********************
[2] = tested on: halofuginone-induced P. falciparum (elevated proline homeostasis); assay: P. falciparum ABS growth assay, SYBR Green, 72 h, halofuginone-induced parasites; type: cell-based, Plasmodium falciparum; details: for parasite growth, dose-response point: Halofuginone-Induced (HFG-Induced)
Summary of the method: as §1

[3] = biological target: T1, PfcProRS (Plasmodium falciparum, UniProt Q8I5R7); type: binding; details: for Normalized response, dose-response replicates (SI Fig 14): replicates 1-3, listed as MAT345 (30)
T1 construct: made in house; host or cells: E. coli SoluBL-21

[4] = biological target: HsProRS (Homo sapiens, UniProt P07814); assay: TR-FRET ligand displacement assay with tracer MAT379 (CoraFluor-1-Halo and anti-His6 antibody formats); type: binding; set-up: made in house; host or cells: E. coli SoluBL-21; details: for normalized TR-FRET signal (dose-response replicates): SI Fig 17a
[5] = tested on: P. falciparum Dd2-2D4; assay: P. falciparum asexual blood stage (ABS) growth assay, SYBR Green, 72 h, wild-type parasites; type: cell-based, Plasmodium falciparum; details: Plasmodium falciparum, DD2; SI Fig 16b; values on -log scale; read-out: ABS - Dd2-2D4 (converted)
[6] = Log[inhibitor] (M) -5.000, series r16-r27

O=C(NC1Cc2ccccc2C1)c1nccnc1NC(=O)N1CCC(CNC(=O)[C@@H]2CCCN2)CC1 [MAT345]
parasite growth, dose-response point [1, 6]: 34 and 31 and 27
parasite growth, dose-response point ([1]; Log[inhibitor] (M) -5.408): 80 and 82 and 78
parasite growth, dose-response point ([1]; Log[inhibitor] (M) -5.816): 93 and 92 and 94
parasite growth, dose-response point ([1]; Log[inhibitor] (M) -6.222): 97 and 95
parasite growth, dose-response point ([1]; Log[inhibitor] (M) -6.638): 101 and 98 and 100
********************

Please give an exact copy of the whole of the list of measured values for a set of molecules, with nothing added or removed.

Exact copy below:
[2] = tested on: halofuginone-induced P. falciparum (elevated proline homeostasis); assay: P. falciparum ABS growth assay, SYBR Green, 72 h, halofuginone-induced parasites; type: cell-based, Plasmodium falciparum; details: for parasite growth, dose-response point: Halofuginone-Induced (HFG-Induced)
Summary of the method: as §1

[3] = biological target: T1, PfcProRS (Plasmodium falciparum, UniProt Q8I5R7); type: binding; details: for Normalized response, dose-response replicates (SI Fig 14): replicates 1-3, listed as MAT345 (30)
T1 construct: made in house; host or cells: E. coli SoluBL-21

[4] = biological target: HsProRS (Homo sapiens, UniProt P07814); assay: TR-FRET ligand displacement assay with tracer MAT379 (CoraFluor-1-Halo and anti-His6 antibody formats); type: binding; set-up: made in house; host or cells: E. coli SoluBL-21; details: for normalized TR-FRET signal (dose-response replicates): SI Fig 17a
[5] = tested on: P. falciparum Dd2-2D4; assay: P. falciparum asexual blood stage (ABS) growth assay, SYBR Green, 72 h, wild-type parasites; type: cell-based, Plasmodium falciparum; details: Plasmodium falciparum, DD2; SI Fig 16b; values on -log scale; read-out: ABS - Dd2-2D4 (converted)
[6] = Log[inhibitor] (M) -5.000, series r16-r27

O=C(NC1Cc2ccccc2C1)c1nccnc1NC(=O)N1CCC(CNC(=O)[C@@H]2CCCN2)CC1 [MAT345]
parasite growth, dose-response point [1, 6]: 34 and 31 and 27
parasite growth, dose-response point ([1]; Log[inhibitor] (M) -5.408): 80 and 82 and 78
parasite growth, dose-response point ([1]; Log[inhibitor] (M) -5.816): 93 and 92 and 94
parasite growth, dose-response point ([1]; Log[inhibitor] (M) -6.222): 97 and 95
parasite growth, dose-response point ([1]; Log[inhibitor] (M) -6.638): 101 and 98 and 100